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1. VOCABULARY



food containers 01.png


a cup of
tea
two grams of
cheese
a jar of
jam
a loaf of (barra)
bread
a slice of
bread
a bag of
crisps
a piece of
cake
a carton of
milk
a box of
chocolates

(half) a bottle
(half) a can
(half) a carton

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sack (saco, zurrón)
keg (barril)
chop (chuleta, costilla)
fillet (filete, solomillo)

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food containers 07.jpg

food containers 08.jpg



Now you try:
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2. GRAMMAR



How much / How many ...?

· Uncountable nouns
· Countable plural nouns
e.g.
· sugar.
· biscuits. / · apples.
?
How much sugar do you have in the cupboard?
How many biscuits do you have in the cupboard?
How many apples do you have in the cupboard?


much / many

MUCH

MANY


+
XXXXXXXXXXXXXXXXXXXX
Many people live in houses in the UK.
"many" is sometimes used in the + sentences in formal English.
-
I don't have much sugar.
Paula doesn't have much money.
I don't have many biscuits.
There aren't many hotels in this room.
Commonly used in the - sentences.




Quantifiers:
A quantifier is a word or phrase which is used before a noun to indicate the amount or quantity.


Short answers to questions / or when we don't give the noun:
Sentences:


+ +
A lot.
A lot of ... /

Lots of ... (colloquial)
There is a lot of sugar in the kitchen.
There are a lot of biscuits in the kitchen.
Are there a lot of shops in your village?

There is lots of sugar in the kitchen. (colloquial)
There are lots of biscuits in the kitchen. (colloquial)
· for big quantities.
+
Quite a lot.
Quite a lot of ...
There is quite a lot of sugar in the kitchen.
There are quite a lot of biscuits in the kitchen.

-
Not much. (uncountable)/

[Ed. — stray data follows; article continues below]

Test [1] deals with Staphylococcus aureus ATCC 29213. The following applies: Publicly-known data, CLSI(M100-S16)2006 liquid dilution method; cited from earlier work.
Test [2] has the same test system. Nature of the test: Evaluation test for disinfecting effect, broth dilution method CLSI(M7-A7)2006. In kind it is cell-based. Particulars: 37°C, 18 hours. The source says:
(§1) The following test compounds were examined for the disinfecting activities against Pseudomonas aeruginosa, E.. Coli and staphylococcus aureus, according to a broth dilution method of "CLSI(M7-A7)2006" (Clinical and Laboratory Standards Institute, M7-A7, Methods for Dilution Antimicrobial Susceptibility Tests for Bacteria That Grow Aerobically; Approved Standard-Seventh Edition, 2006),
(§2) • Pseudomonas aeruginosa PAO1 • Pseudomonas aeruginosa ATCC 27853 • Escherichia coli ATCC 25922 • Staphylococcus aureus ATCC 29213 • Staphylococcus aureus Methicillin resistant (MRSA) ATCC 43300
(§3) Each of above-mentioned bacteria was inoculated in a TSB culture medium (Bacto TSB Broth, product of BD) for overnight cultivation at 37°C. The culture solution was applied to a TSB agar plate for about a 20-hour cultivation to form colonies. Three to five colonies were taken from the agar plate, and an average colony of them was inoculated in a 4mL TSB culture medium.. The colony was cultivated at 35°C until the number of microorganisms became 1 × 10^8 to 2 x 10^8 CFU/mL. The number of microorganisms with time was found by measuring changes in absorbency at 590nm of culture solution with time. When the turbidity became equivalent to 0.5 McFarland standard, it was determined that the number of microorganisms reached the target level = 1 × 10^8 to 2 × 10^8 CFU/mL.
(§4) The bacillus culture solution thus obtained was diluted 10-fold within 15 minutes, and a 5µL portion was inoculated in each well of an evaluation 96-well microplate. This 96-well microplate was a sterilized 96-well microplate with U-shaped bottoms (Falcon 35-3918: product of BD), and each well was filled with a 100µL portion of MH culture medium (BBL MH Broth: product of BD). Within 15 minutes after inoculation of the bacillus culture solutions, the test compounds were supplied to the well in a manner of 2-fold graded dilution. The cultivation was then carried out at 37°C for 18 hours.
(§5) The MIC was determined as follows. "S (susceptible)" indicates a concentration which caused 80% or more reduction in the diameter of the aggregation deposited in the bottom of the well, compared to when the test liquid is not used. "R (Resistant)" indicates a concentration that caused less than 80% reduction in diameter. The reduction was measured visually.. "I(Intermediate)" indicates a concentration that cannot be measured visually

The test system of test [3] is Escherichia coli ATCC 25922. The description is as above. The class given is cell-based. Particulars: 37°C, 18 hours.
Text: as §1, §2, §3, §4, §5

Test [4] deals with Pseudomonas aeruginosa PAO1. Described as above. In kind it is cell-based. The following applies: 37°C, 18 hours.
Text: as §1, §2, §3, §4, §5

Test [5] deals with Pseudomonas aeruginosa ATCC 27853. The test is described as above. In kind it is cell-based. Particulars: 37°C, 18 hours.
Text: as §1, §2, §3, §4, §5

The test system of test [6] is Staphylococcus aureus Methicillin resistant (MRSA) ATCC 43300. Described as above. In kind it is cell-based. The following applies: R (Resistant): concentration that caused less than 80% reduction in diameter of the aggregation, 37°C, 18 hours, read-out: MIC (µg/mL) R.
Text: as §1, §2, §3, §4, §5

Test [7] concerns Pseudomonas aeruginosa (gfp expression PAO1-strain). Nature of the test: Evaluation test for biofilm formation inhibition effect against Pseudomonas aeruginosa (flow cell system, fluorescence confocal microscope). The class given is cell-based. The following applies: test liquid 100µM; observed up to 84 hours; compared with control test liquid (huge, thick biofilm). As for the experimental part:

Not many. (countable)
Not much ... / Not many ...
There isn't much sugar in the kitchen.
There aren't many biscuits in the kitchen.
· in negative sentences and questions.
· many is also sometimes used in + sentences
in formal English (e.g. Many people live in houses
in the UK), but much.
-- (0)
None.
not any ...
There isn't any sugar in the kitchen.
There aren't any biscuits in the kitchen.
I don't have my camera, so I can't take any photographs.
· There isn't any salt NOT There's none salt (you can't use non with a noun).

In + sentences native speakers normally use a lot of for big quantities. It is also possible to use a lot of in negatives and questions, although it is more common to use much / many.



MUCH and MANY
  • Choose the correct answer to fill in the gaps in each sentence.





Otra forma de clasificar los quantifiers:
QUANTIFIERS

with countable nouns


with uncountable nouns


with countable and uncountable nouns

many (There aren't many hotels in this town.)
a few / few / very few
a number (of)
several
a large number of
a great number of
a majority of

much (Paula doesn't have much money.)
a little / little / very little
a bit (of)
a great deal of
a large amount of
a large quantity of

all
enough
more / most
less / least
no / none
not any
some (We met some interesting people at the party.)
any (I don't have my camera, so I can't take any photographs.)
a lot of (Are there a lot of empty shops in your village?)
lots of
plenty of



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3. PRONUNCIATION


/ʃ/
- sh and -tion are always pronounced /ʃ/, e.g. shop, station.
- c before iou and ia is usually /ʃ/, e.g. delicious, special.

/s/
- c before e and i is pronounced /s/, e.g. city, centre (c before other vowels is usually /k/, e.g. call, computer, cut).
- s at the beginning of a word is always /s/, but the only two exceptions are sure [ʃʊə] and sugar [ʃʊgə] .
- s in the middle of a word or at the end is sometimes /s/ and sometimes /z/.


/ʃ/


/ʃ/ vs. /s/


/s/ vs. /z/






4. SPEAKING


teaspoon (cucharilla)
teaspoon.jpg
spoon (cuchara)
spoon.jpg
spoonful (cucharada como medida), e.g. a spoonful of sugar
spoonful of sugar.jpg
.a level spoonful (cucharada como medida a ras)

tablespoonful (cucharada de alimento)
tablespoonful.jpg
a level tablespoonful (cucharada con alimento a ras)




Cutlery
cutlery.jpg



FIZZY DRINKS
(soda, Am. Engl.)
fizzy drinks or sodas.jpg

fizzy-drink.jpg


sparkling water
(agua con gas)
sparkling water.jpg

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sparkling wine
(vino espumoso)
sparkling wine.jpgSparkling_Wine.jpg
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6. SONG


Sugar Sugar (by The Archies, in 1969).



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